flag_sets A list of flags that applies to a group of actions. Same as for a feature.
env_sets A list of environment constraints that applies to a group of actions. Same as for a feature.

An action_config can require and imply other features and action_configs as dictated by the feature relationships described earlier. This behavior is similar to that of a feature.

The last two attributes are redundant against the corresponding attributes on features and are included because some Bazel actions require certain flags or environment variables and we want to avoid unnecessary action_config+feature pairs. Typically, sharing a single feature across multiple action_configs is preferred.

You can not define more than one action_config with the same action_name within the same toolchain. This prevents ambiguity in tool paths and enforces the intention behind action_config - that an action’s properties are clearly described in a single place in the toolchain.

tool

Anaction_config can specify a set of tools via its tools parameter. The tool() constructor takes in the following parameters:

Field Description
tool_path Path to the tool in question (relative to the current location).
with_features A a list of feature sets out of which at least one must be satisfied for this tool to apply.

For a given action_config, only a single tool applies its tool path and execution requirements to the Bazel action. A tool is selected by iterating through the tools attribute on an action_config until a tool with a with_feature set matching the feature configuration is found (see Feature relationships earlier in this document for more information). We recommend that you end your tool lists with a default tool that corresponds to an empty feature configuration.

Example usage

Features and actions can be used together to implement Bazel actions with diverse cross-platform semantics. For example, debug symbol generation on macOS requires generating symbols in the compile action, then invoking a specialized tool during the link action to create compressed dsym archive, and then decompressing that archive to produce the application bundle and .plist files consumable by Xcode.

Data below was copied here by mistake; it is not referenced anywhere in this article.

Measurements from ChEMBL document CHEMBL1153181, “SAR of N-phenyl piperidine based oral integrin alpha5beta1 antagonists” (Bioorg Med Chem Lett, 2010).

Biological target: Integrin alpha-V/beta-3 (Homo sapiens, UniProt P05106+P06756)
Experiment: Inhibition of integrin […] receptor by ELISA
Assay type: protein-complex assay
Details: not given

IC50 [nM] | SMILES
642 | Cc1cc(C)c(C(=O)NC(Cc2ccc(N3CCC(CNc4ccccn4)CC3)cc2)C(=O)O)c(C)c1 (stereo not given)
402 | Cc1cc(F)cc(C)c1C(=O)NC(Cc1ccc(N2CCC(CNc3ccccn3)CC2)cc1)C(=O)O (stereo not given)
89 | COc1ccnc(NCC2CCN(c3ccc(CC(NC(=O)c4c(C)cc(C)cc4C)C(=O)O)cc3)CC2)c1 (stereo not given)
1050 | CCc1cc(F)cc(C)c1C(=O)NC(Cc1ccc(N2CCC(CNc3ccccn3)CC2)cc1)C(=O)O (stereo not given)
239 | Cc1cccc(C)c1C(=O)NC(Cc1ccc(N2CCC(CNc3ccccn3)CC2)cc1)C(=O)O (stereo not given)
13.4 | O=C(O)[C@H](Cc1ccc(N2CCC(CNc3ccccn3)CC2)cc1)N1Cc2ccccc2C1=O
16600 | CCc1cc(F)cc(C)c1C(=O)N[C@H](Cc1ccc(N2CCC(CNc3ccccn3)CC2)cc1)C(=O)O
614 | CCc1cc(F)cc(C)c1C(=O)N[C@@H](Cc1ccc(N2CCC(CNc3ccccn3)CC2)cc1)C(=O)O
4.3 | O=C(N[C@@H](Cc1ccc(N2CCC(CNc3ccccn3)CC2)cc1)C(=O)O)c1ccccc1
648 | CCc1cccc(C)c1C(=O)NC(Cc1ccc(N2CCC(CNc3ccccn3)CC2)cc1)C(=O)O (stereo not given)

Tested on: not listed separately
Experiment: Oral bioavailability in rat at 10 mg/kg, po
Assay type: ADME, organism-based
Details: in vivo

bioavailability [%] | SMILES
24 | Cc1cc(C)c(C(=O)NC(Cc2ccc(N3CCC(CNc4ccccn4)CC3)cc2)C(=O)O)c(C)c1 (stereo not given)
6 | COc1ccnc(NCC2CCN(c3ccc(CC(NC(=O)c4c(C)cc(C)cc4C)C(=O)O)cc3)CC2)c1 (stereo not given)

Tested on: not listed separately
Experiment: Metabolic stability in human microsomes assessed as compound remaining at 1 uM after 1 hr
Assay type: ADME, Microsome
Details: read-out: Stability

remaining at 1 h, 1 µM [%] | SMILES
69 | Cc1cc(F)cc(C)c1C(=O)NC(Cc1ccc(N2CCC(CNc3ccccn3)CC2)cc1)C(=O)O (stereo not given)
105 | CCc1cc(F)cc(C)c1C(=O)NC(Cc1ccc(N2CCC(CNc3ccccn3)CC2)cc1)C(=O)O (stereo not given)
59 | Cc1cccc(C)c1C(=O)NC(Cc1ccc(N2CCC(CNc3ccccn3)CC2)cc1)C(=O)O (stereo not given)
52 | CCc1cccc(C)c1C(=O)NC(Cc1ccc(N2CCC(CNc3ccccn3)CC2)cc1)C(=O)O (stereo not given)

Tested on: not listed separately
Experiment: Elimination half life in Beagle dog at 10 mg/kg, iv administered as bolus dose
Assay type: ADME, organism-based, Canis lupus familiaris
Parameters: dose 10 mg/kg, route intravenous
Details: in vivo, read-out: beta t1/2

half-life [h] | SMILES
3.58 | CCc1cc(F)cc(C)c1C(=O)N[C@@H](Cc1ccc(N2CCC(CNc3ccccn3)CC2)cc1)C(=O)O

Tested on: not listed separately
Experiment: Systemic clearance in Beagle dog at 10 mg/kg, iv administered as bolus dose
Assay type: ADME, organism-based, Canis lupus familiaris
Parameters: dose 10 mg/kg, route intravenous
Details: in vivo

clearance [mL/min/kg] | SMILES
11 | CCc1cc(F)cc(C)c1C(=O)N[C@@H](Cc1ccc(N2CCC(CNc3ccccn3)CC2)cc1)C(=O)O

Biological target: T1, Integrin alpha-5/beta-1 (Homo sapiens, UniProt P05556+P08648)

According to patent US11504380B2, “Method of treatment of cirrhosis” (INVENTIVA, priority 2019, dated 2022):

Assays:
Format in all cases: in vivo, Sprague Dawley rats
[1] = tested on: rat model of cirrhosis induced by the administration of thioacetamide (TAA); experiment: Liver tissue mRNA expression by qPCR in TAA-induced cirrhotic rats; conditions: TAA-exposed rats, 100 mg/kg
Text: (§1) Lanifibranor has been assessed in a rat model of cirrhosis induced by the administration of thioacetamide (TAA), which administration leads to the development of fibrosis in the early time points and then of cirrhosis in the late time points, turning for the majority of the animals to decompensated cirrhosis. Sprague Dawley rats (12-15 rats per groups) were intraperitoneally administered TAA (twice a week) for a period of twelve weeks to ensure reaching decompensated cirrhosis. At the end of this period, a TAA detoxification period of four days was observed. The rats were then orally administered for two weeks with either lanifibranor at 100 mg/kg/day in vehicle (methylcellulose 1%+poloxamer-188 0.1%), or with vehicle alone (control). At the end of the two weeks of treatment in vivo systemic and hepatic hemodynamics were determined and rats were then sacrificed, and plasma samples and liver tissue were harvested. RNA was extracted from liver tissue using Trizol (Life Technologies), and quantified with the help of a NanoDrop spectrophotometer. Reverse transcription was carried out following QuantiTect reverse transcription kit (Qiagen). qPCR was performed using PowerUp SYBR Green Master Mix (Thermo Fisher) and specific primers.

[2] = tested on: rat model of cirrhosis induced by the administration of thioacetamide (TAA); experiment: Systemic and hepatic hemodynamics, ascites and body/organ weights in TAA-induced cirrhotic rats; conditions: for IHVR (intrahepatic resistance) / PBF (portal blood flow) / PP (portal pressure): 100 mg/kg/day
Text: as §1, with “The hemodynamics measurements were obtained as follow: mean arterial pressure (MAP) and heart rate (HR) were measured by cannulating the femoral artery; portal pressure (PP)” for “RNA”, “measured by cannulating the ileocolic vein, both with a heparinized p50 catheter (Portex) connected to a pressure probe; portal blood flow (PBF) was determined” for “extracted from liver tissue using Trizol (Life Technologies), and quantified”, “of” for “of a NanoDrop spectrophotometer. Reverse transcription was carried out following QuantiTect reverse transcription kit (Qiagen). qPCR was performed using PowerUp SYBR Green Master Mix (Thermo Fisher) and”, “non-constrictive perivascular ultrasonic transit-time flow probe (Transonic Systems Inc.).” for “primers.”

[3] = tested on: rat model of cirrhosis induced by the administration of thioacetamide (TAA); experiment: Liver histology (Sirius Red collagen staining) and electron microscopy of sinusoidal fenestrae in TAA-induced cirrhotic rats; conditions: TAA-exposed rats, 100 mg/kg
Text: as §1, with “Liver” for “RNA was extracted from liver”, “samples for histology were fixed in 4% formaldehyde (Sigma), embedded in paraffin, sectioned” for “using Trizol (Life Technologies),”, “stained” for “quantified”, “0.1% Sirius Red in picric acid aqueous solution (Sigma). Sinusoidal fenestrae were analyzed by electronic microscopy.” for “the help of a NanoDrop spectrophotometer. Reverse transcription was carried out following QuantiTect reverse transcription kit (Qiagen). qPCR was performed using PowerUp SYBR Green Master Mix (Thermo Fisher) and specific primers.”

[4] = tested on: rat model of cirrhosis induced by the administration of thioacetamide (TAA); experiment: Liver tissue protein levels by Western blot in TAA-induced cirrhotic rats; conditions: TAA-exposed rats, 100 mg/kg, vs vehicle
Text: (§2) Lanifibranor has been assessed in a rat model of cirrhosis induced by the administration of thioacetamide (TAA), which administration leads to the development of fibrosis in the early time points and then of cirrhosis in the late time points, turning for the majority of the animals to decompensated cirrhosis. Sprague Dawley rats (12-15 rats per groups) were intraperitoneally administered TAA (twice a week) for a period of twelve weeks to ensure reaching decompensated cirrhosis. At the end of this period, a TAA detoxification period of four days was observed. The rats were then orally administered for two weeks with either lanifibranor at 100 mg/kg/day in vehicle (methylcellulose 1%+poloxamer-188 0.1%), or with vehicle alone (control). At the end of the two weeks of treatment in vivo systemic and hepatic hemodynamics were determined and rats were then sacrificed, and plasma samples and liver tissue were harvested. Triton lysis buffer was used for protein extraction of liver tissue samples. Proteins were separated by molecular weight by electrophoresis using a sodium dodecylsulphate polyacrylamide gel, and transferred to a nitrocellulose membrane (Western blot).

With Bazel, this process can instead be implemented as follows, with unbundle-debuginfo being a Bazel action:

load("@bazel_tools//tools/build_defs/cc:action_names.bzl", "ACTION_NAMES")

action_configs = [
    action_config (
        config_name = "ACTION_NAMES.cpp_link_executable",
        action_name = "ACTION_NAMES.cpp_link_executable",
        tools = [
            tool(
                with_features = [
                    with_feature(features=["generate-debug-symbols"]),
                ],
                tool_path = "toolchain/mac/ld-with-dsym-packaging",
            ),
            tool (tool_path = "toolchain/mac/ld"),
        ],
    ),
]

features = [
    feature(
        name = "generate-debug-symbols",
        flag_sets = [
            flag_set (
                actions = [
                    "ACTION_NAMES.c_compile",
                    "ACTION_NAMES.cpp_compile"
                ],
                flag_groups = [
                    flag_group(
                        flags = ["-g"],
                    ),
                ],
            )
        ],
        implies = ["unbundle-debuginfo"],
   ),
]

This same feature can be implemented entirely differently for Linux, which uses fission, or for Windows, which produces .pdb files. For example, the implementation for fission-based debug symbol generation might look as follows: